1. the problem-solving task
2. the information management task
3. the physical transformation task
Value chain analysis
This is an analytical framework for decomposing an organization into its individual activities and determining value added at each stage.
Porter and Millar (1985) propose the following five-step process.
Step 1. Assess the information intensity
Step 2. Determine the role of IS
Step 3. Identify and rank
Step 4. Investigate how IS might spawn new businesses
Step 5. Develop a plan for taking advantage of IS.
Value stream analysis (Womack and Jones (1998))
Companies should map every activity that occurs in creating new products and delivering products or services to customers and then categorize them as:
1. Those that create value
2. Those which create no value
3. Those that don’t add value so can be immediately eliminated.
2) External Value Chain or Value Network
The links between an organization and its strategic and non-strategic partners that form it’s external value chain.
Partners of a Value Network (Deise et al. (2000))
1. Supply-side partners
2. Partners that fulfil primary or core value chain activities
3. Sell-side partners
The process of a company developing more of the characteristics of the virtual organization.
Options for restructuring the supply chain
The extent to which supply chain activities are undertaken and controlled within the organization.
The majority of supply chain activities are undertaken and controlled outside the organization by third parties.
Hayes and Wheelwright (1994) provide a useful framework that summarizes choices for an
organization’s vertical integration strategy.
1- The direction of any expansion.
2- The extent of vertical integration.
3- The balance among the vertically integrated stages.
Using e-business to restructure the supply chain
1- Information supply chain
2- Information asymmetry
An information-centric view of the supply chain which addresses the organizational and technological challenges of achieving technology enabled supply chain management efficiency and effectiveness.
Imperfect information sharing between members of a supply chain which increases uncertainty about demand and pricing
If the B2B Company Adopts e-procurement Benefits
Increased efficiency of individual processes.
Reduced cycle time and cost per order as described.
Reduced complexity of the supply chain
Company will offer the facility to sell direct
Reduced cost of channel distribution and sale
Improved data integration between elements of the supply chain.
Reduced cost of paper processing.
Reduced cost through outsourcing.
Better service quality through contractual arrangements?
Better customer responsiveness.
Flexibility in adapting to new business requirements is a key capability of e-SCM systems.
Monitor and analyze your extended supply chain.
Alternative perspective on the benefits
Technology can deliver to customers at the end of the supply chain.
Increased convenience through 24 hours a day, 7 days a week, 365 days a year ordering.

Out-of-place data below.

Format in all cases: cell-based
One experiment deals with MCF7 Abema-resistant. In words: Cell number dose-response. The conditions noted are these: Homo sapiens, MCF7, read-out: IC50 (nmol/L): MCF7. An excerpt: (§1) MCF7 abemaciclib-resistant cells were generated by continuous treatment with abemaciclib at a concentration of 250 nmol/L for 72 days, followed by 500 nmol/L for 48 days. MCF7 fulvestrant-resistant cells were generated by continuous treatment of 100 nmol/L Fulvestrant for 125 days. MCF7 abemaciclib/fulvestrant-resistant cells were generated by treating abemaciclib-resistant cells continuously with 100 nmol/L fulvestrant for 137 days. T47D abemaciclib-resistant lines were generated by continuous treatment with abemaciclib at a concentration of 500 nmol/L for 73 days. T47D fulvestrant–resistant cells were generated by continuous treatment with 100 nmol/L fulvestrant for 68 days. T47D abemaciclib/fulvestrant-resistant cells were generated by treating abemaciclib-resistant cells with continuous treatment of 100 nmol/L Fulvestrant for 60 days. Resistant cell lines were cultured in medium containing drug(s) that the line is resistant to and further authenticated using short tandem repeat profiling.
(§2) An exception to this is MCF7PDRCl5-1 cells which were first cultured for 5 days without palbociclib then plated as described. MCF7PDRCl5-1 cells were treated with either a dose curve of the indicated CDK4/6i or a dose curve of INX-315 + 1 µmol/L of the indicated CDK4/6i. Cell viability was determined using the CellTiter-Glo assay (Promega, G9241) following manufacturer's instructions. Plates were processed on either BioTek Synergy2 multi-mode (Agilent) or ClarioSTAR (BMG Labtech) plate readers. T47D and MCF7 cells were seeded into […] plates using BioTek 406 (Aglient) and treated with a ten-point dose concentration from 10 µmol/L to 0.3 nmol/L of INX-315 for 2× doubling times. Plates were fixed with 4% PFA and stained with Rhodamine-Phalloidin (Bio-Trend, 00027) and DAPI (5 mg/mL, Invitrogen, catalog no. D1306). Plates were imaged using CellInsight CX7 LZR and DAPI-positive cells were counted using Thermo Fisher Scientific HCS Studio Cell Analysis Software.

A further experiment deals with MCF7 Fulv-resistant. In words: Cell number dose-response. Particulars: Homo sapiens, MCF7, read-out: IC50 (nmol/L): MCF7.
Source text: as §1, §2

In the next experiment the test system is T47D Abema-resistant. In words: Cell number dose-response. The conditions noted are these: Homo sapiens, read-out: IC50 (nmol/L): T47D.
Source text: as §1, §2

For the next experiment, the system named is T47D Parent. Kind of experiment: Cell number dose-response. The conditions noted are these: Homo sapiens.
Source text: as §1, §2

Increased choice of supplier leading to lower costs.
Faster lead times and lower costs through reduced inventory holding.
The facility to tailor products more readily.
Increased information about products and transactions.
It is also easier for the customer to break it and choose another supplier.
IS-supported downstream supply chain management
We review the importance of fulfilment in achieving e-commerce success.
The key activities of downstream supply chain management are outbound logistics and fulfilment.
• Tesco’s glossary World’s largest glossary online business
• Operating strategy of disinter mediation
• Annualized sales were running at nearly £300 million, with 48,000 orders per week.
Outbound logistics management
The importance of outbound logistics relates to the expectations of offering direct sales through a web site. In a nutshell, logistics is crucial to delivering the service promise established on the web site
Strategy and applications
A final indication of the importance of logistics is its scale.
The challenge for distribution companies is to deliver on time and provide services to enable customers to track shipment of products ordered online.
While an order-tracking facility has been the reality for international parcel carriers.
Example Dutch company
IS infrastructure for supply chain Management?
Information systems need to deliver supply chain visibility to different parties.
Information systems have a key role in providing this visibility.
users be able to personalize their view of the information according to their needs
customers want to see the status of their order
Suppliers want to access the organization’s database.
Modern supply chain infrastructure is the use of a central operational database.
This operational database is part of an enterprise resource planning system
use of Internet technologies to deliver information reduce the costs of proprietary
Supply chain visibility Access to up-to-date, accurate, relevant information about supply chain processes
Supply chain management implementation
The difficulties facing managers within a company who are responsible for managing supply chains is indicates by,
A respondent from a UK mobile phone operator described
‘’Everything is moving so quickly within our industry at the moment that sourcing suppliers and changing our processes to fit with them is a constant battle. We are hoping our SCM software and the roll-out of our extranet will grow end-to-end ROI but it is easy to forget that we must constantly examine the business model to ensure we are doing things right.’’
Data standardization and exchange
The difficulties of exchanging information between incompatible systems using non- standard formats which can lead to the rekeying of information has been a barrier limiting the adoption of SCM.
Elemica (chemical industry)
It is a more recent development which should help accelerate adoption of e-SCM
By adopting GDSA some of the benefits of this approach for retailers identified